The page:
The politically correct term is "Caucasian debris"

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Album review: Toby Keith, White Trash With Money (Show Dog Nashville)

Country star Toby Keith came to mainstream attention after his musical response to 9/11, “Courtesy of the Red, White, and Blue (The Angry American).” The tune, which spawned a public feud with those pinko Dixie Chicks, pleased fist-pumping patriots from sea to shining sea with its jingoistic lyrics: “You'll be sorry that you messed with the U.S. of A./Cause we'll put a boot in your ass, it's the American way.”

Weirdly enough, Keith later admitted he was a Democrat, albeit a conservative one who may or may not have voted for George W. Bush’s re-election. At any rate, there’s no doubt that he supports the troops (exhibit A: the liner notes of his new CD, White Trash With Money), though he hasn’t lately sounded off on other political issues. Most of the tracks on White Trash concern women (good, bad, and mocked-for-being-overweight, as in the boorish “Runnin’ Block”), workin’ hard, and drinkin’, plus a song that muses -- in the grand tradition of country-music wordplay -- “There ain’t no right way to do the wrong thing.”

Clearly, Keith spends most of his waking hours writing new material; he’s released over a dozen, mostly hit-spawning albums since his 1993 debut. VH-1 Country had scarcely pulled the video for “I Ain’t As Good As I Once Was” (from 2005’s Honkytonk University, his final release on DreamWorks Nashville before the launch of his own label, Show Dog Nashville) from heavy rotation before his latest good-time clip, “Get Drunk and Be Somebody,” made its first appearance. (My favorite Keith video remains his “Beer for My Horses” duet with Willie Nelson, which plays out like CSI: Urban Cowboy).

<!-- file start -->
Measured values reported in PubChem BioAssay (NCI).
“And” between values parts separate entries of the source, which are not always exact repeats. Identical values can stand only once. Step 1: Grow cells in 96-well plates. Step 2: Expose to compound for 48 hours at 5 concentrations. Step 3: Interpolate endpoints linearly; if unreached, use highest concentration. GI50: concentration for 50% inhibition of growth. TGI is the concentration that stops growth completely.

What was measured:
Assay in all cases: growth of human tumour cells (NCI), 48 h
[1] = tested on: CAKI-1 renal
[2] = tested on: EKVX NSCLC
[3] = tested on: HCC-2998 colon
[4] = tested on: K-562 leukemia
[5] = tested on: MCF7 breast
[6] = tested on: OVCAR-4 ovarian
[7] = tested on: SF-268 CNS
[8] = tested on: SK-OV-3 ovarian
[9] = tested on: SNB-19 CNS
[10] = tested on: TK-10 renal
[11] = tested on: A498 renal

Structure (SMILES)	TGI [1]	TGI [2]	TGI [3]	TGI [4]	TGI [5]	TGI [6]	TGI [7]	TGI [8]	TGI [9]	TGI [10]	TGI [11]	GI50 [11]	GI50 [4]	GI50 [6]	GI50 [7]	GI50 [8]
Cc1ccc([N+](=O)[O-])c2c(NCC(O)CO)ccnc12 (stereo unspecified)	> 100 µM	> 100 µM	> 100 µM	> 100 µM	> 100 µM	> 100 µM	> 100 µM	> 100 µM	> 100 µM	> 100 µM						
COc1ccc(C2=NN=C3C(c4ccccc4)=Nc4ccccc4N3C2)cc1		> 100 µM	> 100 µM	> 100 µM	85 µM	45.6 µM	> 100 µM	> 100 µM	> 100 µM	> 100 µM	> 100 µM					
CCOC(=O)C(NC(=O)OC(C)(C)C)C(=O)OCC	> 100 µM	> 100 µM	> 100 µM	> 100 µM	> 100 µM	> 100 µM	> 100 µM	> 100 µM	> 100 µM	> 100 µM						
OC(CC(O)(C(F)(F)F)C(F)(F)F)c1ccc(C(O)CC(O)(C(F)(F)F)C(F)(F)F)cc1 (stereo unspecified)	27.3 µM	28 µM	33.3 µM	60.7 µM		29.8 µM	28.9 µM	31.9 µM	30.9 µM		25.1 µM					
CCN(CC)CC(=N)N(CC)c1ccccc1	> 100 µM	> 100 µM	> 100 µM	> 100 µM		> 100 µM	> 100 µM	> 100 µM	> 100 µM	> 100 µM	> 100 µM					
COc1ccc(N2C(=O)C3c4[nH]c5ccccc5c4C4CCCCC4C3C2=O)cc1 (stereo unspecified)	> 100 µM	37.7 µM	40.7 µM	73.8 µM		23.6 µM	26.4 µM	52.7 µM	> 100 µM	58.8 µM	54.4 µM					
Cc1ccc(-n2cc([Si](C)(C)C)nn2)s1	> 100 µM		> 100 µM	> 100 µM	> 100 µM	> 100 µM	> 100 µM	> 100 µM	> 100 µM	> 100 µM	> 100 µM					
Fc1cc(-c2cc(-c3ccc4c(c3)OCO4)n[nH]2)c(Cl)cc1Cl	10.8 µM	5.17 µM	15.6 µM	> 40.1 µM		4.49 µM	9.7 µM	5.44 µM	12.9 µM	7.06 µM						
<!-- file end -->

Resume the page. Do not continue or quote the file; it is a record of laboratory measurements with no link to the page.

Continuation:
So how’s the new album? Does it even matter? Isn’t Keith critic-proof by now? On White Trash, he basically operates on three speeds: raucous rocker (“Get Drunk,” “Grain of Salt”); reflective, mid-tempo crooner (“A Little Too Late,” “Can’t Buy You Money”); and earnest balladeer (“Crash Here Tonight,” “Too Far This Time”). Still, despite his assorted shortcomings, I'll take this bar-brawlin’ Keith over country’s other Keith -- the paralyzingly dull, Nicole Kidman-betrothed Keith Urban -- any time.

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